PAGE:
A systematic review on the neural effects of music on emotion regulation: Implications for music therapy practice

Research output: Contribution to journalArticle

49 Citations (Scopus)

Abstract

Background: Emotion regulation (ER) is an internal process through which a person maintains a comfortable state of arousal by modulating one or more aspects of emotion. The neural correlates underlying ER suggest an interplay between cognitive control areas and areas involved in emotional reactivity. Although some studies have suggested that music may be a useful tool in ER, few studies have examined the links between music perception/production and the neural mechanisms that underlie ER and resulting implications for clinical music therapy treatment. Objectives of this systematic review were to explore and synthesize what is known about how music and music experiences impact neural structures implicated in ER, and to consider clinical implications of these findings for structuring music stimuli to facilitate ER. Methods: A comprehensive electronic database search resulted in 50 studies that met predetermined inclusion and exclusion criteria. Pertinent data related to the objective were extracted and study outcomes were analyzed and compared for trends and common findings. Results: Results indicated there are certain music characteristics and experiences that produce desired and undesired neural activation patterns implicated in ER. Desired activation patterns occurred when listening to preferred and familiar music, when singing, and (in musicians) when improvising; undesired activation patterns arose when introducing complexity, dissonance, and unexpected musical events. Furthermore, the connection between music-influenced changes in attention and its link to ER was explored. Conclusions: Implications for music therapy practice are discussed and preliminary guidelines for how to use music to facilitate ER are shared.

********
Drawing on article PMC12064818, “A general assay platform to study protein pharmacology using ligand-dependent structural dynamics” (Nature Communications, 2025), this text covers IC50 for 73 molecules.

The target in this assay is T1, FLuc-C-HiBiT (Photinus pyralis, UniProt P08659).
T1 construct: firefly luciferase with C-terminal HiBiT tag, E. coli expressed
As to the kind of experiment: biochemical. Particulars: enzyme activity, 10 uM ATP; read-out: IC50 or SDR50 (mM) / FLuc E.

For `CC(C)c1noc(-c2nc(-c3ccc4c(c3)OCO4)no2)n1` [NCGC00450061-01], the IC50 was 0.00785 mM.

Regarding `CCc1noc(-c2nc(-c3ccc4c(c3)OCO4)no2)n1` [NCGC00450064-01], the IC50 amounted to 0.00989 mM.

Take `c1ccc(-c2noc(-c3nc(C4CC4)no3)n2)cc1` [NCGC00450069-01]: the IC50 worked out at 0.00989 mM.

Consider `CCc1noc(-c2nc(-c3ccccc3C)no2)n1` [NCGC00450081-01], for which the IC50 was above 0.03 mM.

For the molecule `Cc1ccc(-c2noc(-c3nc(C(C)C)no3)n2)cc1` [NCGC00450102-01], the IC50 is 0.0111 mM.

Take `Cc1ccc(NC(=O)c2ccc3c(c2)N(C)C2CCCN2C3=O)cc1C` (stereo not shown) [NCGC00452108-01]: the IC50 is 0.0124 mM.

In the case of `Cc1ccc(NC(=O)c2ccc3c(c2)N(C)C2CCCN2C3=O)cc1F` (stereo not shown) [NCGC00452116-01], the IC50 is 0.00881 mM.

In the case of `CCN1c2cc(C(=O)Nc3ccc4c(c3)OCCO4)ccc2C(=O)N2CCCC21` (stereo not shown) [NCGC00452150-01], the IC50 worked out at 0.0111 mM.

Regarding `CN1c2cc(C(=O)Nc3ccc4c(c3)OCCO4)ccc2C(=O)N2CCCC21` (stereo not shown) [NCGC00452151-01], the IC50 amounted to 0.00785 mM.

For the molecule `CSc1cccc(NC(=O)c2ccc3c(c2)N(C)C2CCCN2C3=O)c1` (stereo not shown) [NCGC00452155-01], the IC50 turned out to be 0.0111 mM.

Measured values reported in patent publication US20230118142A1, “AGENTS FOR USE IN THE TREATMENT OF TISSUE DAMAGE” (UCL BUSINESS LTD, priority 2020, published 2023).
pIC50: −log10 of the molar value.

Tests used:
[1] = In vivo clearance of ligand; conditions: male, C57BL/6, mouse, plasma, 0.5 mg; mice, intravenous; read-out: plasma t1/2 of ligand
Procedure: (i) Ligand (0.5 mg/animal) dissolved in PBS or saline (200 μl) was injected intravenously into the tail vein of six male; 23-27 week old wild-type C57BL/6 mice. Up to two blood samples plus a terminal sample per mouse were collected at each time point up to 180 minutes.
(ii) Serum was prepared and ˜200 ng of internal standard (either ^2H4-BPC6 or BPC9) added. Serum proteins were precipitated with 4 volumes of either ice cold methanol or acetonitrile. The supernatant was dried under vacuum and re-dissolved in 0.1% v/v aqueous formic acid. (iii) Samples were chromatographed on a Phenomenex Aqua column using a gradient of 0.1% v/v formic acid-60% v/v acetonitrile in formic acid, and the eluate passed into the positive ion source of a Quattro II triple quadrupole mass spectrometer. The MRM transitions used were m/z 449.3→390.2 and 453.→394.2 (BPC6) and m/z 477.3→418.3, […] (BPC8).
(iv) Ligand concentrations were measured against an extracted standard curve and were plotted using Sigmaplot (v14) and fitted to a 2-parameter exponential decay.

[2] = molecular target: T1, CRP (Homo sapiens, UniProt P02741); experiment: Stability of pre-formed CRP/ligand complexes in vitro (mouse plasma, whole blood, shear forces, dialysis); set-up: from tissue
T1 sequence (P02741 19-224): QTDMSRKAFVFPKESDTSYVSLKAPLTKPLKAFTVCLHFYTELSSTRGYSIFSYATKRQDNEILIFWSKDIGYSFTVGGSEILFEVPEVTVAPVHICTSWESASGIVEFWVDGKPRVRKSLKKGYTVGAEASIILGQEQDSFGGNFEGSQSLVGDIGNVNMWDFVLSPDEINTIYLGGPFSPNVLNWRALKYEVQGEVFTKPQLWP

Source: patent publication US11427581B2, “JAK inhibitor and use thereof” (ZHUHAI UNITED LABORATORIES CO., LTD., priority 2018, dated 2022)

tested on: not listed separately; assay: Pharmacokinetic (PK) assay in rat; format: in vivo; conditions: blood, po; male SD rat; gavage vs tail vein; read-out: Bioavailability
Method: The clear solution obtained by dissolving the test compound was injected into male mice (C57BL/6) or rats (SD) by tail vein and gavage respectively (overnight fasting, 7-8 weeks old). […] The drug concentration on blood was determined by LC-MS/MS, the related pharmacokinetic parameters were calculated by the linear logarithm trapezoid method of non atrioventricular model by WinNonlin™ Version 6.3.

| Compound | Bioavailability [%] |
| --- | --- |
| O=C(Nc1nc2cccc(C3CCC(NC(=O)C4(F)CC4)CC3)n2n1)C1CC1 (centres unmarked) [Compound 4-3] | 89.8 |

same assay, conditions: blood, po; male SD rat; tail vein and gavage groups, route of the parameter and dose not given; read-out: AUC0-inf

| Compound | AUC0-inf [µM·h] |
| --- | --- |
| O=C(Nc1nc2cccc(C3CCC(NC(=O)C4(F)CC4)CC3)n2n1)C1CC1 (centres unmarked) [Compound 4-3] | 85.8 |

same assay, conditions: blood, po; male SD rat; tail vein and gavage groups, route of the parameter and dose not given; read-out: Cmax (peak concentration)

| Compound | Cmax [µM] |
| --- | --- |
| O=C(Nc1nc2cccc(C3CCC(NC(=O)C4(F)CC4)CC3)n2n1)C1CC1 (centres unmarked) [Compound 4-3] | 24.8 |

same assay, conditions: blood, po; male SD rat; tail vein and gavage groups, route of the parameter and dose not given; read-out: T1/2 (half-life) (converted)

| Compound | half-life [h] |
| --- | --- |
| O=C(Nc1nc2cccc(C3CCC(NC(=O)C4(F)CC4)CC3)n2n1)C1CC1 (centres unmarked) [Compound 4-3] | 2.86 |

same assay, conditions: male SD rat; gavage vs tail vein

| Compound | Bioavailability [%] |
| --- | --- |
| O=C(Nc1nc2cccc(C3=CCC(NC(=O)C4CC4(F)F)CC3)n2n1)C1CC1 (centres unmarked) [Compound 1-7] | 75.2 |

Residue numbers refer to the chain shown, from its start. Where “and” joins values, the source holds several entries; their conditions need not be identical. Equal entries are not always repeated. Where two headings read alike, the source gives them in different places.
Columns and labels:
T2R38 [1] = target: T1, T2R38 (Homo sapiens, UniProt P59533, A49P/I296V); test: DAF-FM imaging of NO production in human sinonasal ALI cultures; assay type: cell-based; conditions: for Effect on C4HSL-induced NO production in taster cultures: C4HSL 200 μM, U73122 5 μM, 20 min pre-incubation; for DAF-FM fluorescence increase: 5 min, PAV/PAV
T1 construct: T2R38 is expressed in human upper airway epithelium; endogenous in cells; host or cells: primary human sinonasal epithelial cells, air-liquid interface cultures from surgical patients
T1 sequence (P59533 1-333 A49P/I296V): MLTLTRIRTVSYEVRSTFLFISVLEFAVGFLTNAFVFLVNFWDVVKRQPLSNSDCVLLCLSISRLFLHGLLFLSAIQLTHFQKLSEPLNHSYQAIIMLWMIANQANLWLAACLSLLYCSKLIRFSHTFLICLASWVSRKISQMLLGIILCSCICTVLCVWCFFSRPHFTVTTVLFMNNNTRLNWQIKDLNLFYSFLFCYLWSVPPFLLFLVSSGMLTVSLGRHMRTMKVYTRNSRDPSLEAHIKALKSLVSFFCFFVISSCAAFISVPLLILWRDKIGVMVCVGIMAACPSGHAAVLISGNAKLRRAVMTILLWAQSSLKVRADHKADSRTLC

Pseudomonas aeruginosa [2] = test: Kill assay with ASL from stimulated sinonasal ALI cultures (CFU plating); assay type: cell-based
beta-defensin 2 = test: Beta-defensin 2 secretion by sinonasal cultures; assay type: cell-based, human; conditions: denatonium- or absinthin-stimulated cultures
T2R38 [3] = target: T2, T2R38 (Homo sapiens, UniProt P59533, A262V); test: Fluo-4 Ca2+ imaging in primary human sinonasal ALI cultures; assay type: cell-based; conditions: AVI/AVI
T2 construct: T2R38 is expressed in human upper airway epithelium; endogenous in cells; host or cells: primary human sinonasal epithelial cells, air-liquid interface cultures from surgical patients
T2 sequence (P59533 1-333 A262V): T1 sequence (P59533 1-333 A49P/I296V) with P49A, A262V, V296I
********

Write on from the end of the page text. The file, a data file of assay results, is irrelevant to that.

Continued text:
Original languageEnglish (US)
Pages (from-to)198-242
Number of pages45
JournalJournal of Music Therapy
Volume50
Issue number3
DOIs
StatePublished - Sep 2013
Externally publishedYes

Fingerprint

Music Therapy
Music
Emotions
Emotion Regulation
Systematic Review
Singing
Arousal
Outcome Assessment (Health Care)
Databases
Guidelines

Keywords

  • Amygdala
  • Emotion regulation
  • Music
  • Neuroscience

ASJC Scopus subject areas

  • Complementary and Manual Therapy
  • Music

Cite this

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abstract = "Background: Emotion regulation (ER) is an internal process through which a person maintains a comfortable state of arousal by modulating one or more aspects of emotion. The neural correlates underlying ER suggest an interplay between cognitive control areas and areas involved in emotional reactivity. Although some studies have suggested that music may be a useful tool in ER, few studies have examined the links between music perception/production and the neural mechanisms that underlie ER and resulting implications for clinical music therapy treatment. Objectives of this systematic review were to explore and synthesize what is known about how music and music experiences impact neural structures implicated in ER, and to consider clinical implications of these findings for structuring music stimuli to facilitate ER. Methods: A comprehensive electronic database search resulted in 50 studies that met predetermined inclusion and exclusion criteria. Pertinent data related to the objective were extracted and study outcomes were analyzed and compared for trends and common findings. Results: Results indicated there are certain music characteristics and experiences that produce desired and undesired neural activation patterns implicated in ER. Desired activation patterns occurred when listening to preferred and familiar music, when singing, and (in musicians) when improvising; undesired activation patterns arose when introducing complexity, dissonance, and unexpected musical events. Furthermore, the connection between music-influenced changes in attention and its link to ER was explored. Conclusions: Implications for music therapy practice are discussed and preliminary guidelines for how to use music to facilitate ER are shared.",
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